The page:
The immediate pleasures of addictive, mood altering drugs are memorable but their negative side effects take most people a while to realize because they impair thinking and feeling.

Ever increasing doses of drugs like opiates, speed and alcohol are needed to maintain their effects and dampen withdrawal symptoms. The side effects become increasingly incapacitating and quitting more uncomfortable.

Friends and family are usually bewildered when someone has difficulty quitting. Why are they so oblivious to suggestions? Why wallow in misery instead of simply stepping out of the mire. The advantages seem so clear and the solution so simple.

But long established drug taking is not easy to leave behind as drugs provide relief from unbearable feelings and intensely uncomfortable withdrawal symptoms.

The familiar memories, routines, friends, rituals and places of drug use and relationships with prescribers and dealers do not go away easily. They are often associated with support, companionship, relief from distressing withdrawal symptoms, and time out from stressful or tedious day to day routines.

People usually only quit when they have prepared to leave these comforts behind and have hope of real alternatives or after they experience or witness life threatening effects of drug use.

Becoming aware of being addicted is almost halfway down the path to freedom. In one survey 40% of people quit drug use after trying The World Health Organisation drug and alcohol screen (WHO – ASSIST V3.0) to check how addicted they were.

Quitting is empowering. You are back in the drivers seat with control over your body and life. You can be yourself again. Once again there is time, energy, clarity and money to do what you want.

Most give up addictions by themselves. Some use other drugs to alleviate withdrawal symptoms. Most go cold turkey.


Act immediately – don’t put it off - Make sure that last binge was the very last one.

Do it for yourself – care for yourself.

Noticing the origins of an addiction helps plan to quit and find alternatives.

Remember the first time? Where was it? How did it come about? Who else was there? What did it feel like?

Remember the positive and negative effects on perception, sensations, movement and thinking.

Notice any thoughts and feelings about the drugs.

Deep fears of deprivation, starvation or loneliness often underly overeating or drug taking

How often have you wanted to quit? Have you tried? How successful have you been?



Planning can double the chances of quitting successfully.

Research the health dangers. Many side effects and risks are not officially recorded or widely known. Remember the effects on mood, performance and health.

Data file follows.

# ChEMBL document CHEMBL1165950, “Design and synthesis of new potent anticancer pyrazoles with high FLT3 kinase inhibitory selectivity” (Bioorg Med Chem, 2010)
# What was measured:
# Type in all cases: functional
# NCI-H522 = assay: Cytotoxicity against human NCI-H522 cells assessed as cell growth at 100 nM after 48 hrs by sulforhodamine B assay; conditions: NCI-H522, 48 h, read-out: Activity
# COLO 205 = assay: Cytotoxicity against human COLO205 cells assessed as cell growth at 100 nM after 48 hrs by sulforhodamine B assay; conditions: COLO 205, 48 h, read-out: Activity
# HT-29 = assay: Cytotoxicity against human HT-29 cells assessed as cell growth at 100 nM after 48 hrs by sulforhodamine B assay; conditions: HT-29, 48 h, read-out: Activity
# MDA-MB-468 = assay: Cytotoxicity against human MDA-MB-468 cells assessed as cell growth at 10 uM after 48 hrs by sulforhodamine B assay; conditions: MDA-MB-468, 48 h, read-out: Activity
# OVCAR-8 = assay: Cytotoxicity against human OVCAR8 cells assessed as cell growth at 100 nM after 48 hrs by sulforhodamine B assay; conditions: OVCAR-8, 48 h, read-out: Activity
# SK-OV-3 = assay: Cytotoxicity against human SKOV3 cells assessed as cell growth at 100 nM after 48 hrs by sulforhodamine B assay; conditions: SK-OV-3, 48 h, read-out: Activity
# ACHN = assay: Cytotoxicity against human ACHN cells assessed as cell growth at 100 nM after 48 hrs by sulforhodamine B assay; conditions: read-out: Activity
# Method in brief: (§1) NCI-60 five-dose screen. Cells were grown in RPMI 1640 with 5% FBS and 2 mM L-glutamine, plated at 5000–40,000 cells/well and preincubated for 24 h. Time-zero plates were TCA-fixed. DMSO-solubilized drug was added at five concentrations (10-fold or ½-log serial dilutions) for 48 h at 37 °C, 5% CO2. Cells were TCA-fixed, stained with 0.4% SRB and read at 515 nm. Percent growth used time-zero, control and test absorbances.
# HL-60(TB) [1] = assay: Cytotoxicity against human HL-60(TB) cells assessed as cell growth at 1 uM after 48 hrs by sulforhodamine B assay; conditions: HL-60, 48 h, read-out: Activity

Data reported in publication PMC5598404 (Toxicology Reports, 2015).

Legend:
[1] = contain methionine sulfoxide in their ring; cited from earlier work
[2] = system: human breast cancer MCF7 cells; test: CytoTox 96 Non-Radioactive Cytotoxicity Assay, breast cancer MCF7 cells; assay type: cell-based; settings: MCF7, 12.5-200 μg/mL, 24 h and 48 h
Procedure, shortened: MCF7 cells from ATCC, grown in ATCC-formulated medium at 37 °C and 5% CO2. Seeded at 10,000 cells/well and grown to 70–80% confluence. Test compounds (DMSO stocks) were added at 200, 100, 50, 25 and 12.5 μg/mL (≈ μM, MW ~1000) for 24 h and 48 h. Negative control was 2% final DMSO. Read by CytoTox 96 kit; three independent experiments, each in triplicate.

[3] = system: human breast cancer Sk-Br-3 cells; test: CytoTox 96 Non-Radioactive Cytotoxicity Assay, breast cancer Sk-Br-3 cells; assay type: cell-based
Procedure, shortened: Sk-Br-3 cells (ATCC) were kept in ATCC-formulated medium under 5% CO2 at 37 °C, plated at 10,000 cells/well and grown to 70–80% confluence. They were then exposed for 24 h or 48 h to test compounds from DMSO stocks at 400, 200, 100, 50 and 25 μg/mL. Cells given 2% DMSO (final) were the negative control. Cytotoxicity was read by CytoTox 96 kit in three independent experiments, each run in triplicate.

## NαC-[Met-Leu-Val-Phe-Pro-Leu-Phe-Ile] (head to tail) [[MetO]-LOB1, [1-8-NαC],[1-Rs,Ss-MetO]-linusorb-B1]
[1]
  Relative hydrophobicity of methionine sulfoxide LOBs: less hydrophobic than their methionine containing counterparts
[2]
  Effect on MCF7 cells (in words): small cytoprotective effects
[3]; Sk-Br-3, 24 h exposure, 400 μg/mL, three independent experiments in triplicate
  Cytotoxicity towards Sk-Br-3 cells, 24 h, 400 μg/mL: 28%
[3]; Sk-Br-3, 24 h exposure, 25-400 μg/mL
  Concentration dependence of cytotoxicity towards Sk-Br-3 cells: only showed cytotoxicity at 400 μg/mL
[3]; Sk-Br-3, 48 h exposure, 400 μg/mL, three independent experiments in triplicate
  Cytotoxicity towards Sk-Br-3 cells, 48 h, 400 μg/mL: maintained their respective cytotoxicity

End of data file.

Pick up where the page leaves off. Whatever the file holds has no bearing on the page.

Research the costs. Tens or hundreds of thousands of dollars can be saved over a lifetime. When users buy a drug they are paying for things like protection, bribes, advertising, political donations, legal costs of addictive food and drug companies, health insurance and court awards for the harm prescribed drugs have done.

Weigh up the benefits of the addiction against the costs and dangers.

What exactly is to be gained by quitting. Physical and mental gains emerge quickly after the initial pain or discomfort of withdrawal. Tolerance of stress improves.

Cutting down brings better health and performance once withdrawal symptoms abate and might be a useful way to begin quitting.

Find replacements like meditation on the alternatives page on the left menu.

Get support. Tell friends and family. Ask for help or cooperation.

Carefully examine every situation, thought, feeling or event that triggers cravings.

Avoid triggers like thoughts, feelings, daily routines, friends, events, locations stressful situations.

Plan what to do at the moment craving is triggered. Plan something else for the body or hands or mind or feelings to do whenever that happens

Leave compromising situations, people or places until cravings go away.

Endure withdrawal – this does not last forever.

Reward yourself out of the cost savings.

The most important step is to remember not to try it again – not even once. Many beginners use very addictive drugs like heroin, amphetamines and tobacco occasionally without becoming addicted but once someone has recovered from addiction even a single dose usually quickly leads back to full addiction.

Don't rebound into another activity or drug which is as bad or worse

Drugs keep us in a familiar state with familiar routines and although consciously we may want to make the change, internal subconscious processes and conversations are at work maintaining the status quo where misery is preferred to change.

Once someone feels confident, open and good about them self then drugs, overeating and other comfort and diversionary activities are unattractive.

The first benefits usually begin to be noticeable within days.

Reducing or quitting psychoactive drugs is agonizing for some and barely noticeable for others. Withdrawal symptoms include headaches, irritability, sadness, tiredness or pain. They may be intense for a couple of weeks and then the body may take a few months to completely adjust.

Withdrawal from some medications and high alcohol use can be so dangerous as to require hospitalization.

Heroin and other opiate withdrawal is the most physically painful for most even though only 5% to 10% of casual users become addicted. Tobacco is much more addictive and difficult to quit. Withdrawal is intense but not usually as physically painful as heroin.

The movement and relaxation exercises on the stress and body pages stimulate production of the body's natural drugs like endorphins and ease the discomfort of withdrawal without damaging the brain, emotions or health. With practice the high can be as good but controllable and without disabling side effects.

The there will almost certainly be an awareness exercise on the mind or home page that will help.